The People v. O.J. Simpson: American Crime Story, was one of the most topical shows of the season. Beyond being directly correlated to the country's current state of affairs, it was the most suspenseful mini series where everybody watching already knew the end. Yet it was the topic of nearly every Twitter feed, text message chain and Facebook post. Almost as polarizing as the actual events that it was based on, the main character, OJ Simpson, took a backseat to the other big personalities of the actual trial and the big name actors that brought them to life. Travolta and Courtney B. Vance are just a few of the series most accomplished actors to take on the Dream Team.
Yet, at the end of the season one unknown name stood out from all the rest. The now Emmy Award Winning Actor Sterling K. Brown was the definite breakout star. Series writers Scott Alexander and Larry Karaszewski called it the hardest role to cast; Chris Darden—a complicated man that Karaszewski says “was both hard and soft at the same time” was played masterfully by Sterling.
I spoke with Sterling K Brown candidly about his callback for the role of Chris Darden in The People v. O.J. Simpson: American Crime Story.
Tell me about your first audition for Chris Darden in The People v. O.J. Simpson: American Crime Story?
The first audition was in pilot season 2015. I felt good about it but I knew they already had a lot of names attached to it. Travolta was on board. Cuba was on board. I told my manager they may not look at me, but if they do decide to go with a non-name, I feel like I got a good shot. I didn’t hear anything for 3 months. It wasn’t until April of that year. I was working on this movie Whiskey Tango Foxtrot in Albuquerque, New Mexico, and I got a call. “They want to bring you back for OJ.”
What happened when you went back in?
So I was supposed to have a chemistry read with Sarah Paulson but she was in New York on personal business. So they decided to bring me back to LA to read with two of our producers Nina Jacobson and Brad Simpson. So normally when you go for a test they bring about 3 or 4 people to the network or studio for them to choose from.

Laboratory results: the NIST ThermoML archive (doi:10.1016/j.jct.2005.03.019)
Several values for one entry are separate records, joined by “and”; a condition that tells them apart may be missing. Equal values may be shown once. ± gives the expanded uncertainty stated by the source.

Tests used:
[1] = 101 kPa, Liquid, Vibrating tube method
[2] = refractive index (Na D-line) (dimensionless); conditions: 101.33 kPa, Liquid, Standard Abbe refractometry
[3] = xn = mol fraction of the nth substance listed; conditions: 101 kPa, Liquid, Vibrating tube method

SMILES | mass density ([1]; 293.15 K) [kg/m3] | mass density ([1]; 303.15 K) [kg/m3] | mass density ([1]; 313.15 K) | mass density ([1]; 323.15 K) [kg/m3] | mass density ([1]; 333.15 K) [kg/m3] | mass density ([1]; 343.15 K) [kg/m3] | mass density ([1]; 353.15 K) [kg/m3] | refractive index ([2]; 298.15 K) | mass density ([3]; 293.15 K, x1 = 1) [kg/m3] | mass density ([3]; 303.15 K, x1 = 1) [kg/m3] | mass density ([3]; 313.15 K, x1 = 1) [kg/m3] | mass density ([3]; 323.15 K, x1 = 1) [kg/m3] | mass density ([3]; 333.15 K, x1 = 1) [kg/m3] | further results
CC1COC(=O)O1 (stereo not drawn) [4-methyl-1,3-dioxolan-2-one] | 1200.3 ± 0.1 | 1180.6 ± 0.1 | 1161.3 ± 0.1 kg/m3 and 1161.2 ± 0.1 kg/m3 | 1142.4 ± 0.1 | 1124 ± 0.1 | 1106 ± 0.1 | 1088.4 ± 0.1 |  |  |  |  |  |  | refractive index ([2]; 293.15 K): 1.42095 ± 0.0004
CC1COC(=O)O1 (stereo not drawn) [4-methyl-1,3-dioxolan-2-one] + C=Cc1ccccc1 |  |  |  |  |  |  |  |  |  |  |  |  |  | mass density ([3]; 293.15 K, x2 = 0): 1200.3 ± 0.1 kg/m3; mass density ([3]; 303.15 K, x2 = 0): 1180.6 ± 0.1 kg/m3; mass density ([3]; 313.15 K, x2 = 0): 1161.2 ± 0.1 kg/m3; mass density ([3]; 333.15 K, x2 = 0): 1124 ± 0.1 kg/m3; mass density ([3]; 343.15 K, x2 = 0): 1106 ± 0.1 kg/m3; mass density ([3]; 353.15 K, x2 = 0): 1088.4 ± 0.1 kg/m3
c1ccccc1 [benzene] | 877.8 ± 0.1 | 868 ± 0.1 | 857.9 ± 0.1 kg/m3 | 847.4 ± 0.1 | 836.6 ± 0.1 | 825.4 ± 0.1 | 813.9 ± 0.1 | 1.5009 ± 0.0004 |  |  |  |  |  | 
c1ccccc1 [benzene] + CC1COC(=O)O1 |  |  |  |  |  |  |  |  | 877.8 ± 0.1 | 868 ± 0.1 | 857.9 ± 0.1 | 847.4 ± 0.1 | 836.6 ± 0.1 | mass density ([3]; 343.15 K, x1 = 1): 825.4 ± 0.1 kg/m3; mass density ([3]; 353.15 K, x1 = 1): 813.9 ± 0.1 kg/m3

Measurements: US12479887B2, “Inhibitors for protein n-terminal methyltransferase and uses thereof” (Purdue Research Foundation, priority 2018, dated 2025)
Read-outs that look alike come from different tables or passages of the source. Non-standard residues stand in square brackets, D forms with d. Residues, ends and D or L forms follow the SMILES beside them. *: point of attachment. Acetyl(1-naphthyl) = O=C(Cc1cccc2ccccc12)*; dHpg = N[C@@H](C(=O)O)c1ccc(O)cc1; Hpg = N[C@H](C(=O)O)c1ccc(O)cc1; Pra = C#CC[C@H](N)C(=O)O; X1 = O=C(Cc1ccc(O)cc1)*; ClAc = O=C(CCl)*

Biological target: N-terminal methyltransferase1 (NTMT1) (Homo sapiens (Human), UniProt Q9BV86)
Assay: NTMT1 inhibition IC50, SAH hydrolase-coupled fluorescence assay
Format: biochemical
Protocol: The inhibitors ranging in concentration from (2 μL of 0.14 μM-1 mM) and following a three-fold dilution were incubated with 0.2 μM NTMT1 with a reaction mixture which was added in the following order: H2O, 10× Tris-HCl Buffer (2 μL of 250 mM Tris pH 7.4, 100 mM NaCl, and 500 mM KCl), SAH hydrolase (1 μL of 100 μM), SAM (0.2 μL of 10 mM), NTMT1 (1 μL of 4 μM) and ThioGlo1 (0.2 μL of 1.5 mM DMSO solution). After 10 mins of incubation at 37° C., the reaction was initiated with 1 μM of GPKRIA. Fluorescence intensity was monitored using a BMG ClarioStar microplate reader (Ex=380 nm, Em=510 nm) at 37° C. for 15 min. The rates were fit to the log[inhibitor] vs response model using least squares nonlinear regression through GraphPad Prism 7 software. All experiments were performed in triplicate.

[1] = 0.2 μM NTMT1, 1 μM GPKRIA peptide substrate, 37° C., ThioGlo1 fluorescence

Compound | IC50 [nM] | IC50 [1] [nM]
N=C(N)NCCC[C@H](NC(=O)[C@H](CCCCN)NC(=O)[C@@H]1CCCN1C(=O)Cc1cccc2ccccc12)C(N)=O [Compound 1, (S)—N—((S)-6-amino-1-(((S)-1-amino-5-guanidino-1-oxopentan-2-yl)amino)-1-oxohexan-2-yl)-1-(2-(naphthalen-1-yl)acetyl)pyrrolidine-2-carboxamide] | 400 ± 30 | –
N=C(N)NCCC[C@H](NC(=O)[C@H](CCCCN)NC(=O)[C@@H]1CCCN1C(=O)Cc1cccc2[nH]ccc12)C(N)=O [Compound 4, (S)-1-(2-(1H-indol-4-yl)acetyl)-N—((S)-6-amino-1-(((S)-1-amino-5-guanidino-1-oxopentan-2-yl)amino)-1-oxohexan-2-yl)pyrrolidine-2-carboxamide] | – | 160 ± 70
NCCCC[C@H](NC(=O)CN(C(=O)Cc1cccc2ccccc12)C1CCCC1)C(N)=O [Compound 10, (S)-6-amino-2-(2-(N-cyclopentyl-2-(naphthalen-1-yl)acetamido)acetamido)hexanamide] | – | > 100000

So the whole time I’m sitting in the waiting room, waiting [and] looking at every other brother that walks through ‘Like okay that would be an interesting choice.’ Some dude walked through with dreadlocks. I’m thinking they’re really opening up their mind.
It turns out that they were just random Negroes walking through doing their jobs at Fox [laughs.] I was the only person they actually called back for the role of Darden. So I talked to the producers for about a half an hour before we actually go in and do the scene. The whole time I’m talking in my sort of Darden voice because its just easier to kind of stay in it than to jump in and jump out. I do the new scenes that they gave me. I’m being redirected by Brad Simpson.
He’s giving me some things to do differently. I’m taking his direction and Nina Jacobson is just sitting there on the couch the whole time just kind of nodding her head back and forth excited. About an hour or so later, I took my three year old son to his basketball practice and I got a call from my agent and my manager saying that I got the job. Denzel tear down the side. [motions down the side of his face]
One of the writers of the show, Larry Karaszewski said your role was the hardest to cast. He told the New York Times, “No one was getting it right, and we were getting nervous. [Sterling K. Brown] was the only guy who came close, and then we did a test with him and Sarah [Paulson] and it was instantaneous. He nailed it, and obviously we made a great decision because he’s the discovery of the show." How did you approach this character differently.
I think that you can’t play somebody and judge them at the same time. So for me, 20 years ago I thought like most of black America that Darden was on the wrong side. Sell out, Uncle Tom, so to get a chance to step into it 20 years later and see a man who was really just trying to do his job. [He was] put in an incredibly awkward situation—having to be the black face of the prosecution, getting called out by Johnny Cochran the way that he did. To have to battle so many things the way that he did--I knew I didn’t want to do a caricature. I just tried to make him a man in a very complicated situation who was doing the best that he could at that time.
Darden is probably one of the most complicated characters I’ve seen on TV. How did you approach playing that dichotomy that exists within Darden?
I give a lot of credit to the writers and the producers in terms of how they crafted the story. I think they were very empathetic and sympathetic to the prosecution. Marcia and Chris caught a lot of hell 20 years ago. So both of them sort of emerged in a way that people did not see them 20 years ago. So I was very thankful for that. I know Sarah was very thankful for that. But, the dream team was what they were. They had all of these egos and very talented lawyers and then you had two public servants who were trying to do the best that they could—who felt that the evidence led them to believe that OJ Simpson was guilty of a double homicide.
They were just trying to present their case. Maybe to a certain point naively—not recognizing just how severe the climate was of black America two years after the Rodney King beatings and just how polarizing….how differently we saw the world. What law enforcement meant to black people? What law enforcement meant to white people? As we can see right now. Unfortunately our show was too timely. It’s too topical. I wish it was something of the past, but unfortunately it's something very much in the present.